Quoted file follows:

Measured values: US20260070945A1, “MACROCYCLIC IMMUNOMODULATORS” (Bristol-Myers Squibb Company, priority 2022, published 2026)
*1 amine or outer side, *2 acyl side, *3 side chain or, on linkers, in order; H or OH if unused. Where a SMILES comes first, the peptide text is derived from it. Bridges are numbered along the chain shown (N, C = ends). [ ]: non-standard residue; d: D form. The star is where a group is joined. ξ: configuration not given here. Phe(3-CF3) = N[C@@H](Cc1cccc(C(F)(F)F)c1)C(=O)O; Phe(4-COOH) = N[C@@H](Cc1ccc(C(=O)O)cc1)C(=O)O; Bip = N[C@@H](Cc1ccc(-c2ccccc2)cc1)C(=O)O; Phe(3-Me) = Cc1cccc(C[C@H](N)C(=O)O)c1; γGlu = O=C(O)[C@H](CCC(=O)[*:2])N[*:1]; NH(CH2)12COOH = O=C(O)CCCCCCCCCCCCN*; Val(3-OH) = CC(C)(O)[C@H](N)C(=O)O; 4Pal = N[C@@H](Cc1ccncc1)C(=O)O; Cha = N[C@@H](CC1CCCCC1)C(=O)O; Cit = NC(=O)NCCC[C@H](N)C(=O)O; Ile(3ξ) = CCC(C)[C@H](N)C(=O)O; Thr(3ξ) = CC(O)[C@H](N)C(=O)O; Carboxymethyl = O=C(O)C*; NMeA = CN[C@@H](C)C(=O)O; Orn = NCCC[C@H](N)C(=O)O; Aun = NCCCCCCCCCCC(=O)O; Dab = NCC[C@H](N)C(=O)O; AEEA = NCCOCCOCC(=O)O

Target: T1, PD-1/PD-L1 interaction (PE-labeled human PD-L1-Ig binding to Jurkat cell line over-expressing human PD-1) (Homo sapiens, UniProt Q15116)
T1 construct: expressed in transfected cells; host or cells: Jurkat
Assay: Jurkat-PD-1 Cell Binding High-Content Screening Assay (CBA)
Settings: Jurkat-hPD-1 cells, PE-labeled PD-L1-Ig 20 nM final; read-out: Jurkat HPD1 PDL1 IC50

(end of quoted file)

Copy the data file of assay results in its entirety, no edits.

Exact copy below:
Measured values: US20260070945A1, “MACROCYCLIC IMMUNOMODULATORS” (Bristol-Myers Squibb Company, priority 2022, published 2026)
*1 amine or outer side, *2 acyl side, *3 side chain or, on linkers, in order; H or OH if unused. Where a SMILES comes first, the peptide text is derived from it. Bridges are numbered along the chain shown (N, C = ends). [ ]: non-standard residue; d: D form. The star is where a group is joined. ξ: configuration not given here. Phe(3-CF3) = N[C@@H](Cc1cccc(C(F)(F)F)c1)C(=O)O; Phe(4-COOH) = N[C@@H](Cc1ccc(C(=O)O)cc1)C(=O)O; Bip = N[C@@H](Cc1ccc(-c2ccccc2)cc1)C(=O)O; Phe(3-Me) = Cc1cccc(C[C@H](N)C(=O)O)c1; γGlu = O=C(O)[C@H](CCC(=O)[*:2])N[*:1]; NH(CH2)12COOH = O=C(O)CCCCCCCCCCCCN*; Val(3-OH) = CC(C)(O)[C@H](N)C(=O)O; 4Pal = N[C@@H](Cc1ccncc1)C(=O)O; Cha = N[C@@H](CC1CCCCC1)C(=O)O; Cit = NC(=O)NCCC[C@H](N)C(=O)O; Ile(3ξ) = CCC(C)[C@H](N)C(=O)O; Thr(3ξ) = CC(O)[C@H](N)C(=O)O; Carboxymethyl = O=C(O)C*; NMeA = CN[C@@H](C)C(=O)O; Orn = NCCC[C@H](N)C(=O)O; Aun = NCCCCCCCCCCC(=O)O; Dab = NCC[C@H](N)C(=O)O; AEEA = NCCOCCOCC(=O)O

Target: T1, PD-1/PD-L1 interaction (PE-labeled human PD-L1-Ig binding to Jurkat cell line over-expressing human PD-1) (Homo sapiens, UniProt Q15116)
T1 construct: expressed in transfected cells; host or cells: Jurkat
Assay: Jurkat-PD-1 Cell Binding High-Content Screening Assay (CBA)
Settings: Jurkat-hPD-1 cells, PE-labeled PD-L1-Ig 20 nM final; read-out: Jurkat HPD1 PDL1 IC50